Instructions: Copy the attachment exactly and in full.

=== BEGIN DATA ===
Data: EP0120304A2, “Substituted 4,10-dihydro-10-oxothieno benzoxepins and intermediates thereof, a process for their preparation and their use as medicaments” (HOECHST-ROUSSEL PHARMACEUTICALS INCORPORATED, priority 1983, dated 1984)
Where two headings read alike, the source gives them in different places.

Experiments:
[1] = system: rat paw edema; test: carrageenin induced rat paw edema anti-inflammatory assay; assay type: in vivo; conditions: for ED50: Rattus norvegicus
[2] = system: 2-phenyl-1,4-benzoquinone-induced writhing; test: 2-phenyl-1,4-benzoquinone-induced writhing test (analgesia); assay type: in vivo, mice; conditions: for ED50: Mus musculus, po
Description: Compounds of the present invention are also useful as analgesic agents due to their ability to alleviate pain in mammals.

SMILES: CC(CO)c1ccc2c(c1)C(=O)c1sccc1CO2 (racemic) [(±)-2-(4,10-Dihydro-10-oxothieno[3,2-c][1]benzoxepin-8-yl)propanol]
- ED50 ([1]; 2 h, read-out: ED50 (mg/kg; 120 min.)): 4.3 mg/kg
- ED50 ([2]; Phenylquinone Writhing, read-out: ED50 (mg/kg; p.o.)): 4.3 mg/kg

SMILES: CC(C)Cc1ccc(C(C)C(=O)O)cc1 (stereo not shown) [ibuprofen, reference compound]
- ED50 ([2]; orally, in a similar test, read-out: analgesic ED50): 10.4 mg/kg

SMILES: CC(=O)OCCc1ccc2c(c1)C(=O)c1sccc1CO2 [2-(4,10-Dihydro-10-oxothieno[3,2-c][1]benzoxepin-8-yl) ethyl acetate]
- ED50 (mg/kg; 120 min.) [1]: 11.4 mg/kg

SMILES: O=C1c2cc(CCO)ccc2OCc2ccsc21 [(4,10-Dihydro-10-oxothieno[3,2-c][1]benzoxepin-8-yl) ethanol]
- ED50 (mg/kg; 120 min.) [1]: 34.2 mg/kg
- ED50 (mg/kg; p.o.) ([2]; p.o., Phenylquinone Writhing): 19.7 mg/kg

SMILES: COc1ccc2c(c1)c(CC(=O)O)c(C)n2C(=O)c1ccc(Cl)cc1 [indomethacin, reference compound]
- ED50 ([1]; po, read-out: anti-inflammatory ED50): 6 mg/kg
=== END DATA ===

Data: EP0120304A2, “Substituted 4,10-dihydro-10-oxothieno benzoxepins and intermediates thereof, a process for their preparation and their use as medicaments” (HOECHST-ROUSSEL PHARMACEUTICALS INCORPORATED, priority 1983, dated 1984)
Where two headings read alike, the source gives them in different places.

Experiments:
[1] = system: rat paw edema; test: carrageenin induced rat paw edema anti-inflammatory assay; assay type: in vivo; conditions: for ED50: Rattus norvegicus
[2] = system: 2-phenyl-1,4-benzoquinone-induced writhing; test: 2-phenyl-1,4-benzoquinone-induced writhing test (analgesia); assay type: in vivo, mice; conditions: for ED50: Mus musculus, po
Description: Compounds of the present invention are also useful as analgesic agents due to their ability to alleviate pain in mammals.

SMILES: CC(CO)c1ccc2c(c1)C(=O)c1sccc1CO2 (racemic) [(±)-2-(4,10-Dihydro-10-oxothieno[3,2-c][1]benzoxepin-8-yl)propanol]
- ED50 ([1]; 2 h, read-out: ED50 (mg/kg; 120 min.)): 4.3 mg/kg
- ED50 ([2]; Phenylquinone Writhing, read-out: ED50 (mg/kg; p.o.)): 4.3 mg/kg

SMILES: CC(C)Cc1ccc(C(C)C(=O)O)cc1 (stereo not shown) [ibuprofen, reference compound]
- ED50 ([2]; orally, in a similar test, read-out: analgesic ED50): 10.4 mg/kg

SMILES: CC(=O)OCCc1ccc2c(c1)C(=O)c1sccc1CO2 [2-(4,10-Dihydro-10-oxothieno[3,2-c][1]benzoxepin-8-yl) ethyl acetate]
- ED50 (mg/kg; 120 min.) [1]: 11.4 mg/kg

SMILES: O=C1c2cc(CCO)ccc2OCc2ccsc21 [(4,10-Dihydro-10-oxothieno[3,2-c][1]benzoxepin-8-yl) ethanol]
- ED50 (mg/kg; 120 min.) [1]: 34.2 mg/kg
- ED50 (mg/kg; p.o.) ([2]; p.o., Phenylquinone Writhing): 19.7 mg/kg

SMILES: COc1ccc2c(c1)c(CC(=O)O)c(C)n2C(=O)c1ccc(Cl)cc1 [indomethacin, reference compound]
- ED50 ([1]; po, read-out: anti-inflammatory ED50): 6 mg/kg